(Originally published on the 1UP.com Freeloader blog in May of 2012)
Before the advent of Mark Hamill, the Wing Commander series placed most of its emphasis was on the combat and missions that took place in the vacuum of space. The now eminent between mission cut-scenes and character interactions helped to create the game world, allowing developer Origin Systems to maintain its company tag-line, “We Create Worlds”, but didn’t necessarily take on the importance that they would in the Post-Hamill era. Despite the increased focus on storytelling in later games (or, perhaps, because of it), and the occasional branching plot path that all lead toward their inevitable conclusions, the mainline Wing Commander titles remained mostly linear in nature. The player always took on the role of a military pilot (customizable in the first two games, but then given specific character of Christopher Blair in the Hamill era) and were never given an opportunity to explore the universe at large, except in the service of their military duties.
In between Wing Commander 2 and the build up to the extravagance of Wing Commander 3, Origin Systems created a spin-off of the franchise that freed players from the rigid restrictions placed on them by Wing Commander’s narrative. Wing Commander: Privateer, released in 1993, actually took a step back in the time-line of space combat simulators, adding elements of trade and exploration that had been previously pioneered by games like Elite (1984). Instead of being stationed on a carrier in a particular region of space, Privateer allowed players the freedom of traversing galaxies, choosing a variety of freelance mission types, or forgoing any planned missions and exploring, shuttling cargo, and battling pirates (or becoming a pirate and smuggling goods and battling law enforcement). Like the Grand Theft Autos or other open world games of today, Privateer did feature a main story-line that could be followed to its conclusion, but players were free to ignore it at any time and partake in any of the aforementioned activities, in both good and evil ways.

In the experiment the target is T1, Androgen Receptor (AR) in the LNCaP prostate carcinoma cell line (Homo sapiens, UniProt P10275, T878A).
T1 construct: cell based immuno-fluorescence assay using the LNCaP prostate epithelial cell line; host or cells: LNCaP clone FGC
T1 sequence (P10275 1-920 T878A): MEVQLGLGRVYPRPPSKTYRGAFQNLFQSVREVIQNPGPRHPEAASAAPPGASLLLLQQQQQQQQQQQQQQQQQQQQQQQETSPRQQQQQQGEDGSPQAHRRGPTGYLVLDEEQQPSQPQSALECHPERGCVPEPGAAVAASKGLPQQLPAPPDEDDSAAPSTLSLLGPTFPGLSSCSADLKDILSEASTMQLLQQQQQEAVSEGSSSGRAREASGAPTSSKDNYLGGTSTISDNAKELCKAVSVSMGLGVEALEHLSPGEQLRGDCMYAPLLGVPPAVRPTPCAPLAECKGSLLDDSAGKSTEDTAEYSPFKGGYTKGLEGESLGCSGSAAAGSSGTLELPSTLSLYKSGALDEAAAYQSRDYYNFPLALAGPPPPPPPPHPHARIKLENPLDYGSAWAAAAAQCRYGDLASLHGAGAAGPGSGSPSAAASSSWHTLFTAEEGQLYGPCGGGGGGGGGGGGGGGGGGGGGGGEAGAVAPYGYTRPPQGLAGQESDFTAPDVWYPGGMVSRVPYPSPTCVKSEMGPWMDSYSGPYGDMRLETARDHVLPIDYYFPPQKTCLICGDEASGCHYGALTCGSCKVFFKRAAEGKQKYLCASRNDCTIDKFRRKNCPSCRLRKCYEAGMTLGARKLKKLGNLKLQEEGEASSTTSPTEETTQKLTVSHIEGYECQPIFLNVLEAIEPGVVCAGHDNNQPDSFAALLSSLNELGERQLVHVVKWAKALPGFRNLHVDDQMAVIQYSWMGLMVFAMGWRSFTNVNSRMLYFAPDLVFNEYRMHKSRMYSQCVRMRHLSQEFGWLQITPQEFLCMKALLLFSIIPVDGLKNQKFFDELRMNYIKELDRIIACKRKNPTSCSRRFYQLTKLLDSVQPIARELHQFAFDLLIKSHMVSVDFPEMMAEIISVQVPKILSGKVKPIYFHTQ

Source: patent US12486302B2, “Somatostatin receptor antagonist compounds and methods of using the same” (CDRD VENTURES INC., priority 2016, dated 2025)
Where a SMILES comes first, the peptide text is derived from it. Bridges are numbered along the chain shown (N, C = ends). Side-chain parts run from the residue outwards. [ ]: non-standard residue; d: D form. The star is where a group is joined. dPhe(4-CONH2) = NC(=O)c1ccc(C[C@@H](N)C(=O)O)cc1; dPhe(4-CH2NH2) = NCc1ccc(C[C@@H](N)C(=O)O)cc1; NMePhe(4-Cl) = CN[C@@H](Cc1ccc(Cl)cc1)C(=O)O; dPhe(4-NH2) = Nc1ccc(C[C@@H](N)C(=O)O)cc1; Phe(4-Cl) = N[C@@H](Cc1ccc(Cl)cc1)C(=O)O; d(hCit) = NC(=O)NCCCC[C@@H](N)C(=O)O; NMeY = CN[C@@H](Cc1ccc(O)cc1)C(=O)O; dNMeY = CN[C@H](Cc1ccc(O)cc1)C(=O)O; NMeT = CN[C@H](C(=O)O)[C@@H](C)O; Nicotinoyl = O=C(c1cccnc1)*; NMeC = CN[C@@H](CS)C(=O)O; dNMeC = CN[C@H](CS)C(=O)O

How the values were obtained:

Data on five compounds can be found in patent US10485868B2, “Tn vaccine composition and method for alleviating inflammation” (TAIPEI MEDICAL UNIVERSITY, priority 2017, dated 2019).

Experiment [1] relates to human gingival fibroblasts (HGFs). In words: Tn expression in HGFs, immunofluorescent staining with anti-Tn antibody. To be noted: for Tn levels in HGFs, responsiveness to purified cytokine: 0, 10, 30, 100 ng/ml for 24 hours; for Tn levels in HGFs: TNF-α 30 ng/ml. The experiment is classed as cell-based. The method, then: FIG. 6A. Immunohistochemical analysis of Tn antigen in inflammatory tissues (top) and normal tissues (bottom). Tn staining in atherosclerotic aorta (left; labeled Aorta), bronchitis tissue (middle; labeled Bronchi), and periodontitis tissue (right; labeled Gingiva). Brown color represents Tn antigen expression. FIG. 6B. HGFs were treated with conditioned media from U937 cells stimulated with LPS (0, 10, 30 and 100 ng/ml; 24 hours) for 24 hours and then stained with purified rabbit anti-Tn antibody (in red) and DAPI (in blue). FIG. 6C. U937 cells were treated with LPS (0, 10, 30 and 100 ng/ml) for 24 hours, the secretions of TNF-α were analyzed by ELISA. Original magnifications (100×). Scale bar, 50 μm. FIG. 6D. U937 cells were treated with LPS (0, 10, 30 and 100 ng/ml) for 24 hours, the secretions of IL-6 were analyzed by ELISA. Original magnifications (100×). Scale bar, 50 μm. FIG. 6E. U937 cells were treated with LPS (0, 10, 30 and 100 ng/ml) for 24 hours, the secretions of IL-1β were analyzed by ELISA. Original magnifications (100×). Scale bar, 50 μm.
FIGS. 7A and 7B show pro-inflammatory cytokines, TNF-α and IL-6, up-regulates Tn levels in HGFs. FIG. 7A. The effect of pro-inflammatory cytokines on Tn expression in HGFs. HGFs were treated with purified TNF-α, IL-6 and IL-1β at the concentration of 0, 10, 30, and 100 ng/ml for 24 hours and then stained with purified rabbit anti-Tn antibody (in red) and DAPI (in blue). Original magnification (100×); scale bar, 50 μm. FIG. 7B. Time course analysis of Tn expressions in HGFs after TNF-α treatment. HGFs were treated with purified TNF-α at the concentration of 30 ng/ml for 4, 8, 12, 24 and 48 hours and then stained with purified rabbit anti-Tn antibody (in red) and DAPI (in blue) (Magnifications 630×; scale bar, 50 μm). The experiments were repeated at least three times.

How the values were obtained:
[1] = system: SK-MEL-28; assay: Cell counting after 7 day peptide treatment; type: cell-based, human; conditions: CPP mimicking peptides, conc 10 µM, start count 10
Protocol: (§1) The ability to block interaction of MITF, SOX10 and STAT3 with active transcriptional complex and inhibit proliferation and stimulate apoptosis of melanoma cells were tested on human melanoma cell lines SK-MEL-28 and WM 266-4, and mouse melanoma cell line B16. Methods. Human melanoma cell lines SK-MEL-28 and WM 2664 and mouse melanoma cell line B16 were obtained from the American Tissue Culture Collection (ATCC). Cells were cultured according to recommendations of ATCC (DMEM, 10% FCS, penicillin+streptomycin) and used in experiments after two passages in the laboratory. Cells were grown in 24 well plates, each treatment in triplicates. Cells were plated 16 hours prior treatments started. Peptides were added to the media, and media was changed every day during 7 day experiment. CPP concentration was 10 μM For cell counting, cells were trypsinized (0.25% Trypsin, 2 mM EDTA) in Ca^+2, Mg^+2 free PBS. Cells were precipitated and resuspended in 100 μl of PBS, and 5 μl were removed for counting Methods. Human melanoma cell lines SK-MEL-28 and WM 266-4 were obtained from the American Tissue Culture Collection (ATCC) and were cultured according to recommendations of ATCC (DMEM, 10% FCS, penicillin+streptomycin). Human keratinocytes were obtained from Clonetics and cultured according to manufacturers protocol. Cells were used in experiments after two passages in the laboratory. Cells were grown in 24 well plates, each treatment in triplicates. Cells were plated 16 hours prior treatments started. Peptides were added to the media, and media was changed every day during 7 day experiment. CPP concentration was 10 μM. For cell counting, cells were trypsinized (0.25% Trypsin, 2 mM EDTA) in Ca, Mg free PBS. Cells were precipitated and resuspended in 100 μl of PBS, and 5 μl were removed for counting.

These days, the space combat simulation genre has all but disappeared. Still, as with many of the faded PC genres, a few dedicated stalwarts endeavor to keep it alive with home-brewed and independent projects. One such project is Vega Strike, an open-source 3D space combat engine influenced by Privateer, but designed with modern technology that serves as a base for a number of games that hope to recreate the space-faring titles of yore. Privateer Gemini Gold is one such game that doesn’t beat around the space bush, and is essentially a direct port of the classic game to the Vega Strike engine. It’s art imitating life, imitating art again, before being declared not art. As a direct (space) port, Gemini Gold doesn’t attempt to bring anything new or improved to the space table, other than a few updated ship graphics and the fully three-dimensional environment.
For some, the less than friendly control scheme, lack of tutorials, and steep difficulty curve will be too much to bear, so it’s not recommended to everyone. If you have a median level of patience and an interest in classic games, it’s definitely worth giving a try. Those familiar with the series and Privateer, in particular, will find Gemini Gold is a great way to revisit the original game on a modern computer without resorting to DOSbox or scavenging together a 486 with a Soundblaster Pro and a Thrustmaster flight stick. On second thought, building a 486 sounds like a fantastic idea; be on the look out for our classic computer DIY blog, coming soon. In the meantime, check out Privateer Gemini Gold. It even works on Linux and Macs!